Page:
Creating strange and beautiful images with a smartphone

Photographer Buckner Sutter has gone from taking images with toy cameras and old Polaroids to using software on his smartphone to create a similar, otherworldly feel.


"Dream Museum" by Buckner Sutter

Image courtesy of the artist

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Sutter, a photographer with thirty years experience, is currently showing some of his recent work at VidTiger Studio and Gallery in the Solar Arts building in Northeast Minneapolis.

The show is titled "Between Worlds," a reference to the space Sutter is attempting to create with his images.

"I'm always going for this borderline place that looks familiar, yet has this dreamy aspect," says Sutter, sitting in the gallery surrounded by his work. "I'm striving to capture that childlike naive connection with the strange and the beautiful... that feeling you have the moment before you recognize something as a dream."


"The Aftermath" by Buckner Sutter

Image courtesy of the artist

Sutter says while he used to work with more expensive cameras, he found smartphones much more portable and easy to work with - albeit relatively crude when they first came out.

"The more I had my point-and-shoot with me, the more pictures I took," explains Sutter, "so I abandoned the more expensive cameras, and opted for a Blackberry, then the iPhone. Nowadays it comes with a nice camera - 5-8 megapixels - which is equivalent to some of my early digital cameras."

Now with multiple photo editing applications like Hipstamatic, Filterstorm and Photowizard, Sutter finds he's able to create layered images that evoke the primitive feel of the old film-based toy cameras - Dianas, Holgas - that he used to experiment with. But now he doesn't have to deal with the unpredictability of film.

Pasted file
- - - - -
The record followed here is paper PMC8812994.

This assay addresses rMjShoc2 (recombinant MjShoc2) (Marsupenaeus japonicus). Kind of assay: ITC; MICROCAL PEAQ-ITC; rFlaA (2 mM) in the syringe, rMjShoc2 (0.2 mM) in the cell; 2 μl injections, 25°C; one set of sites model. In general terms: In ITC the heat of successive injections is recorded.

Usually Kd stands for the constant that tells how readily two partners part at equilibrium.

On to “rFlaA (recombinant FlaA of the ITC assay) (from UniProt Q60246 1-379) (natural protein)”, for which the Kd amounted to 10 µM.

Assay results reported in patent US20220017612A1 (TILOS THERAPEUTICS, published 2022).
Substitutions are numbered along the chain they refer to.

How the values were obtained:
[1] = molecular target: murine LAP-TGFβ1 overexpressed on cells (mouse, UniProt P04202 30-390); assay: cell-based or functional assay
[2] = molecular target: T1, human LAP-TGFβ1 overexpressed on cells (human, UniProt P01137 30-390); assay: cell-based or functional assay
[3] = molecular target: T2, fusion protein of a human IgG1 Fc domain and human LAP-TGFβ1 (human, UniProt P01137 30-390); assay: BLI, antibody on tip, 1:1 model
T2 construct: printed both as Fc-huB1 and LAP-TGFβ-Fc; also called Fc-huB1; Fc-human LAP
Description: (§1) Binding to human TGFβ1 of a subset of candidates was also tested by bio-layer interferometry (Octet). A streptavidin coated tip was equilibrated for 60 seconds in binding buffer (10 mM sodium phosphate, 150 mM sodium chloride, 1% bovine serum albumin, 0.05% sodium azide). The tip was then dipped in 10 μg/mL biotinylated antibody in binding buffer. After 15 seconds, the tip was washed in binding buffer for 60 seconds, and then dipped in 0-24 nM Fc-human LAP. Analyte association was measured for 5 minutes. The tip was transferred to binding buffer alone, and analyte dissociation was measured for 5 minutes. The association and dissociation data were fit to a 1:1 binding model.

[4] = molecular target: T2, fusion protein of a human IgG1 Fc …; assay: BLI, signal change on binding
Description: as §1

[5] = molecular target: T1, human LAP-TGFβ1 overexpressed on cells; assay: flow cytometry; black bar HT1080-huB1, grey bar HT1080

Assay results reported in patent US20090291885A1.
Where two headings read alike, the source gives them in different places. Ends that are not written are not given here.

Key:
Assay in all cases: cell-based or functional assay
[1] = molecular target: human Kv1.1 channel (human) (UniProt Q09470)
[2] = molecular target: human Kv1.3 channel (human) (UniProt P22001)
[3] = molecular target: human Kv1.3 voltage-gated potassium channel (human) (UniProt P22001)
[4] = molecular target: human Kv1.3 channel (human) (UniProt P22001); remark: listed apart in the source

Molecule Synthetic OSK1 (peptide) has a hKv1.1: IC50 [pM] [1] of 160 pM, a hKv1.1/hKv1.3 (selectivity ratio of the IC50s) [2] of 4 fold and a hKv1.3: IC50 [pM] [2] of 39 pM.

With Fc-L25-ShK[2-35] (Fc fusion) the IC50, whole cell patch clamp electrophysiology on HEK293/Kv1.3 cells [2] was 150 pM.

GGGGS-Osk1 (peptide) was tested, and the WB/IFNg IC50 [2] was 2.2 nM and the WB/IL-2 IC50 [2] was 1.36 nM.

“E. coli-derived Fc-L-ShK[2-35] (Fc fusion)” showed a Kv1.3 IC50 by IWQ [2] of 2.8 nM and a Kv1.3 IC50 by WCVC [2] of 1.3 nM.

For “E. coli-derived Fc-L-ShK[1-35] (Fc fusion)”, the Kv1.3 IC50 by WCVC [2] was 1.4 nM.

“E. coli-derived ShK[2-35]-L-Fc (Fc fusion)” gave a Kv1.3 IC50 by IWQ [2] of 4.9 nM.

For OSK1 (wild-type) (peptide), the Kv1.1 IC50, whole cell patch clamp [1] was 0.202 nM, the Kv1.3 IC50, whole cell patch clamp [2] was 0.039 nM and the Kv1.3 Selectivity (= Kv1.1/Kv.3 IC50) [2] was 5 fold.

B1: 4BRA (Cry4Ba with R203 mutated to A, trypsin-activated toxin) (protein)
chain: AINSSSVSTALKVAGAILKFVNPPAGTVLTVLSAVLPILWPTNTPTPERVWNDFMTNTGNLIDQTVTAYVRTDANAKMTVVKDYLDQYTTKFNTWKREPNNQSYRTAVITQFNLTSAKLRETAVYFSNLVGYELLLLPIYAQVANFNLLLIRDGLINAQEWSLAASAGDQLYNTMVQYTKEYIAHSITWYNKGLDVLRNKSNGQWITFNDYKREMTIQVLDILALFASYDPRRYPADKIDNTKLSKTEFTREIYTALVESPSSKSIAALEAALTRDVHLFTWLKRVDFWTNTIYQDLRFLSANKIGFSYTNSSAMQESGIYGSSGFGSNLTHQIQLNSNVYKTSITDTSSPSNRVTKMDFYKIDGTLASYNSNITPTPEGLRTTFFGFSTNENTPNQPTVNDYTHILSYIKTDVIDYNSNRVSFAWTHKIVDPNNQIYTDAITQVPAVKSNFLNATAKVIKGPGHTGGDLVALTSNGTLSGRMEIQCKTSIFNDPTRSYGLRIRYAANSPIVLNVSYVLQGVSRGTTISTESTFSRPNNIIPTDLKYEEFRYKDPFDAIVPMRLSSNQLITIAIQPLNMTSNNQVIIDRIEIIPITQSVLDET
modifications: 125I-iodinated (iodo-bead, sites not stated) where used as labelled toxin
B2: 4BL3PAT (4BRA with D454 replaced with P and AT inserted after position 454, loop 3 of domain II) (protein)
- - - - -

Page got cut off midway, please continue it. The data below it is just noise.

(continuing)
"With the digital apps the learning curve is really fast compared to working with negatives," says Sutter. "You can change as you go to get different results.

I do it because I can get the work done; it's always with me. I'm immersed in the visual world and capturing it. I can do this on my break at work - I can walk and edit images at the same time!"


"Under a Silver Moon" by Buckner Sutter

Image courtesy of the artist

Sutter is known on Instagram and other image sites by his handle "Intao" - he says he currently has 1800 images up on Instagram, all created within the last two years. That level of productivity simply wouldn't have been possible for him using film.

Ironically, says VidTiger owner Chuck Olsen, images taken on smartphones never look better than when they're on the phone because of the high resolution it now offers. A 'retina display" - also known as liquid crystal display - means there's no visible pixelation; the images are actually finer than the eye can discern. That means the images don't often hold up to being transferred to another medium. But Olsen says in the case of Sutter's images, which are printed on porous aluminum to mimic the affect of seeing an image on an illuminated screen, the transfer works.


"Shaman Lake" by Buckner Sutter

Image courtesy of the artist

Sutter says that while he knows photography "purists" who swear off digital cameras, he increasingly sees them switching over, enchanted by what technology has to offer.

"Between Worlds" closes tomorrow night with a reception from 5-9 pm at the Solar Arts building, featuring live soundscapes by Chris Strouth and Paris 1919.